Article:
From both standpoints, Boeheim had an atypical group of upperclassmen at his disposal.   Most players entering their junior seasons having had the opportunity to hone their games, gain both playing experience and confidence, and naturally progressing into more important team roles by their junior years.   This year's group had mostly ridden the pine behind the more experienced and dependable upperclassmen, and hence, did not prove to be ready to ascend into the more prominent roles that were required.   Furthermore, each member of the group entered the season with a significant question mark about their game and skill set:

•  In 2004-2005, Louie McCroskey demonstrated poor judgment and worse outside shooting.   In short, all of his face the basket perimeter skills [important traits for an ostensible shooting guard] were highly suspect.

•  Demetris Nichols had a reputation as a sweet shooter and defensive stopper, but after an injury cost him his starting role in 2004-2005, he lost all semblance of confidence.   Nobody knew which Nichols would show up in 2005-2006. Would it be the high scoring, athletic shooter, or the passive offensive liability?

•  Terrance Roberts had an NBA physique and athleticism.   He was also coming off of a summer where he played international basketball for Team USA — an experience which theoretically should have accelerated his developmental curve.   However, Roberts entered the season still lacking any semblance of a consistent low post game.   Since he was the player being counted upon to fill the big shoes of the departed Warrick, Roberts had the most question marks to answer.

•  Neither Watkins nor Gorman had played any semblance of consistent minutes, and hence, were both major question marks entering this past season.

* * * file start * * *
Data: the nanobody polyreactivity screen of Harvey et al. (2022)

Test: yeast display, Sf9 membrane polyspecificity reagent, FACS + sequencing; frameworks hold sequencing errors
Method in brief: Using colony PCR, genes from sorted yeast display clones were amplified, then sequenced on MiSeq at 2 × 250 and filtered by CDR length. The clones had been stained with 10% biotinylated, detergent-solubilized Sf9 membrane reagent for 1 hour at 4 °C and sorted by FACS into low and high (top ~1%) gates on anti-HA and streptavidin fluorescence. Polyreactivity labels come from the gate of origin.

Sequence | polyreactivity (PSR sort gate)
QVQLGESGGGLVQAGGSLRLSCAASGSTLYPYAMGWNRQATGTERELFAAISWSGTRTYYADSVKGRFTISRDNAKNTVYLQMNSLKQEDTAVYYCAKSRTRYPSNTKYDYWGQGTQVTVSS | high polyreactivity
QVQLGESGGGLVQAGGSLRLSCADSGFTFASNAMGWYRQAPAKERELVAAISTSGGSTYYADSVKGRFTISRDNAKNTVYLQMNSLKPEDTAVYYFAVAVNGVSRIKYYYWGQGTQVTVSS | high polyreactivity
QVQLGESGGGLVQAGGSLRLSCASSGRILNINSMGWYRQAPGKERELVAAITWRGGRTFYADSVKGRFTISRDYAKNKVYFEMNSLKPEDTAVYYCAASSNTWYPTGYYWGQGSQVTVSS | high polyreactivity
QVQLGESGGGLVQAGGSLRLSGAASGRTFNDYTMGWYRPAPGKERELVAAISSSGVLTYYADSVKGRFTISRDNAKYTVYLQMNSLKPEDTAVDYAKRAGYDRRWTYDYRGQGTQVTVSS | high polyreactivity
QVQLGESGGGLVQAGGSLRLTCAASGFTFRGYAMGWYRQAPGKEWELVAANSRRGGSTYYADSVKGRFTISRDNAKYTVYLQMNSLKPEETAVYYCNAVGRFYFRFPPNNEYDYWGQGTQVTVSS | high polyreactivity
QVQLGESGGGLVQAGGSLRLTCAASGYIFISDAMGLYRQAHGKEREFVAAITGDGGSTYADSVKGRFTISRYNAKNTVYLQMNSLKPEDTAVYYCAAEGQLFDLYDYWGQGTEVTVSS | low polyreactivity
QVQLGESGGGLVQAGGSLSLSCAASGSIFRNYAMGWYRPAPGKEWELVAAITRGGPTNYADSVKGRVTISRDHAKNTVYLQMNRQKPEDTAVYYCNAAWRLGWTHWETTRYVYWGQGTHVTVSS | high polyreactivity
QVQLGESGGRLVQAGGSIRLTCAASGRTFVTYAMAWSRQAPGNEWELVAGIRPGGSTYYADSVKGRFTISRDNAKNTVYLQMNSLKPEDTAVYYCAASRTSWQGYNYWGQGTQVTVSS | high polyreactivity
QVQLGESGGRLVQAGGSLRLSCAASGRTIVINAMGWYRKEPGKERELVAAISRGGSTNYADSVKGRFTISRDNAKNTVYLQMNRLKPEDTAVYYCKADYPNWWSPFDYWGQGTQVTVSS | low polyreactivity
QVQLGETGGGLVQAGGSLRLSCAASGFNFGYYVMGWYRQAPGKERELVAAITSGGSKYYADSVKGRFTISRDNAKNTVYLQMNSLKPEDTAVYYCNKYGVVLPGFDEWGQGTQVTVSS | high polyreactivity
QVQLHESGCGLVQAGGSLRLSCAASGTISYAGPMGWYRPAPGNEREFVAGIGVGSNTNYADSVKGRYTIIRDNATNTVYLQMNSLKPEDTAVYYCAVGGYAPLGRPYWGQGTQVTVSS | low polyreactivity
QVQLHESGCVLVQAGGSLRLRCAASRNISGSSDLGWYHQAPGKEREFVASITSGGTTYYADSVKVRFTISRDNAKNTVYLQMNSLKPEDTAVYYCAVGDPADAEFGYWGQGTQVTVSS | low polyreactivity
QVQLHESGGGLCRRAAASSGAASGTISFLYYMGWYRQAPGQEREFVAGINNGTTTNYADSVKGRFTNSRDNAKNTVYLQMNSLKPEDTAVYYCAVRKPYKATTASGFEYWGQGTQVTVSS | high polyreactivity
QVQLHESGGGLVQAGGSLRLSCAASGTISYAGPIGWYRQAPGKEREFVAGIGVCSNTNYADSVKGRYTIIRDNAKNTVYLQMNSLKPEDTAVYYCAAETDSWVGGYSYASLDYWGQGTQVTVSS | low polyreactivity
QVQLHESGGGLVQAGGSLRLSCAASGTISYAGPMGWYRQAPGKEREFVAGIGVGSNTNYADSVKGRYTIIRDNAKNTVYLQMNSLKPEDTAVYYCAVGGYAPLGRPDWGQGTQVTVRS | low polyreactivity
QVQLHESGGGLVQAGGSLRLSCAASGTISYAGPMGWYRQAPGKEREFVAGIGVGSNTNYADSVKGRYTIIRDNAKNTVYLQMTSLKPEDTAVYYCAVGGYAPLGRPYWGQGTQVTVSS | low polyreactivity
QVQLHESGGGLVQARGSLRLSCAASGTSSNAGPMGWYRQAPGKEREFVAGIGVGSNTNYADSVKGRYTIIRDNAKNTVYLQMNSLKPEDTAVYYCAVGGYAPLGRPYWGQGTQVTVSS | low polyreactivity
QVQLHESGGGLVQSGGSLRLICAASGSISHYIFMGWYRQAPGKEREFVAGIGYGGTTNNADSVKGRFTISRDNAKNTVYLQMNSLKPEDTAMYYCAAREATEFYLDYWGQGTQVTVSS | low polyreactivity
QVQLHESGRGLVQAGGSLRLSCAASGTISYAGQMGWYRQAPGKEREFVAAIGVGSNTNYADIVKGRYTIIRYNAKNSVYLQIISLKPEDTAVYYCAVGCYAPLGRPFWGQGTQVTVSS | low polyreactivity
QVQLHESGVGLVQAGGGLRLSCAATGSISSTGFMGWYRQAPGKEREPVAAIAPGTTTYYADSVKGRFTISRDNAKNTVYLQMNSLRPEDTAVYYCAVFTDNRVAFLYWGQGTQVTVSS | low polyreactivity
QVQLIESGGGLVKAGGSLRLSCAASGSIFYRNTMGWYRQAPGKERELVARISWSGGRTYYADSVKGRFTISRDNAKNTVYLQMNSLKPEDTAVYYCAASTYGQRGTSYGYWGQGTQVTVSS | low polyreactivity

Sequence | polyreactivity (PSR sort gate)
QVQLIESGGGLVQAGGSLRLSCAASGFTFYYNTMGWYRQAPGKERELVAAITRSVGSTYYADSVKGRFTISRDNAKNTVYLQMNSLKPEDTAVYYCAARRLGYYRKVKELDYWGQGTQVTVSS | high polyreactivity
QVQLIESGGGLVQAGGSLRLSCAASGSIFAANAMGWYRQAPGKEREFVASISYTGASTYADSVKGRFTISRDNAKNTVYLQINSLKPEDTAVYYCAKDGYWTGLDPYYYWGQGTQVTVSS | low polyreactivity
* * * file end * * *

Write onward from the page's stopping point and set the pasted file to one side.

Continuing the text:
By the end of the season, it was clear that the much-ballyhooed junior class was earning mixed reviews.   Demetris Nichols was easily the team MVP for the first third of the season, although his shooting, scoring, and overall play dropped off precipitously as the season wore on [he finished the year averaging 13.3 points and 5.8 rebounds on 42.7% shooting / 36.3% from three point range].   Unable to put the ball on the floor or create his own offense, he too often got caught standing around watching his teammates play one-on-one.

Roberts averaged 10.7 points and 7.6 rebounds, while shooting 55.8% from the field.   Solid numbers, right?   Not so when you consider that for the first two-thirds of the season, Roberts was averaging more than 12 points per game.   Offensive limitations, coupled with waning confidence, led to wild inconsistency from the excitable Roberts.   For every solid performance [Rutgers, West Virginia], he would have a game where he was completely invisible.   His free-throw shooting made Derek Brower look like Rick Barry.   By the end of the season, Boeheim's impatience with Roberts grew to the point where he often drew quick hooks in favor of the less talented Gorman, who at least provided more offensive consistency.

McCroskey completely imploded during his junior season.   After losing his starting spot to blue chip freshman Eric Devendorf early in the year, McCroskey lashed out publicly in the local press.   He later contemplated quitting and missed practice time before capitulating and returning to the team.   For a time, McCroskey seemed to embrace his role as a sixth-man, and he turned in several solid [albeit unspectacular] outings.   Unfortunately, his early season behavior was a harbinger of bad things to come, as McCroskey had an outburst during halftime of a game where he allegedly had to be restrained from attacking Boeheim.   McCroskey's volatility drew him a brief suspension, but he eventually returned to the team, although in a reduced playing capacity.   Unfortunately, the team — which lacked strong player leadership — proved unable to overcome the multitude of distractions emanating from it's most temperamental player, to the detriment of team chemistry.   At press time, McCroskey is rumored to be considering transferring — a move that would likely work out best for all parties concerned.